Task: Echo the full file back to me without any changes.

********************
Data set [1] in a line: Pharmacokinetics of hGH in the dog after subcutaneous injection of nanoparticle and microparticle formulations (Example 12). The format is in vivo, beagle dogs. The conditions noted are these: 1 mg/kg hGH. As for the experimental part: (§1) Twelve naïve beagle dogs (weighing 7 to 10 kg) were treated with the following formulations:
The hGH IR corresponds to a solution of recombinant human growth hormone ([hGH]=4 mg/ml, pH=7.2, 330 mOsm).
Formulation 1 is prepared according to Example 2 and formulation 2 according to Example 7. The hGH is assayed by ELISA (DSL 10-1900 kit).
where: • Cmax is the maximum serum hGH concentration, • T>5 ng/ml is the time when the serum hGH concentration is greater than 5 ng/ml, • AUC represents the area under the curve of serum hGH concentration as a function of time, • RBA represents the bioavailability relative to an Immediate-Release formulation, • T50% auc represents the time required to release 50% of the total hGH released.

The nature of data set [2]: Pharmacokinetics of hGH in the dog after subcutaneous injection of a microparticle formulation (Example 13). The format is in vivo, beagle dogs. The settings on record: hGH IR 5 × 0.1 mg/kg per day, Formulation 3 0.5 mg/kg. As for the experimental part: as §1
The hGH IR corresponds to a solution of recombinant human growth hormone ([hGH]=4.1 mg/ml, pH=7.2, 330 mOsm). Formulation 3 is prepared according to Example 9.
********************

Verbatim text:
Data set [1] in a line: Pharmacokinetics of hGH in the dog after subcutaneous injection of nanoparticle and microparticle formulations (Example 12). The format is in vivo, beagle dogs. The conditions noted are these: 1 mg/kg hGH. As for the experimental part: (§1) Twelve naïve beagle dogs (weighing 7 to 10 kg) were treated with the following formulations:
The hGH IR corresponds to a solution of recombinant human growth hormone ([hGH]=4 mg/ml, pH=7.2, 330 mOsm).
Formulation 1 is prepared according to Example 2 and formulation 2 according to Example 7. The hGH is assayed by ELISA (DSL 10-1900 kit).
where: • Cmax is the maximum serum hGH concentration, • T>5 ng/ml is the time when the serum hGH concentration is greater than 5 ng/ml, • AUC represents the area under the curve of serum hGH concentration as a function of time, • RBA represents the bioavailability relative to an Immediate-Release formulation, • T50% auc represents the time required to release 50% of the total hGH released.

The nature of data set [2]: Pharmacokinetics of hGH in the dog after subcutaneous injection of a microparticle formulation (Example 13). The format is in vivo, beagle dogs. The settings on record: hGH IR 5 × 0.1 mg/kg per day, Formulation 3 0.5 mg/kg. As for the experimental part: as §1
The hGH IR corresponds to a solution of recombinant human growth hormone ([hGH]=4.1 mg/ml, pH=7.2, 330 mOsm). Formulation 3 is prepared according to Example 9.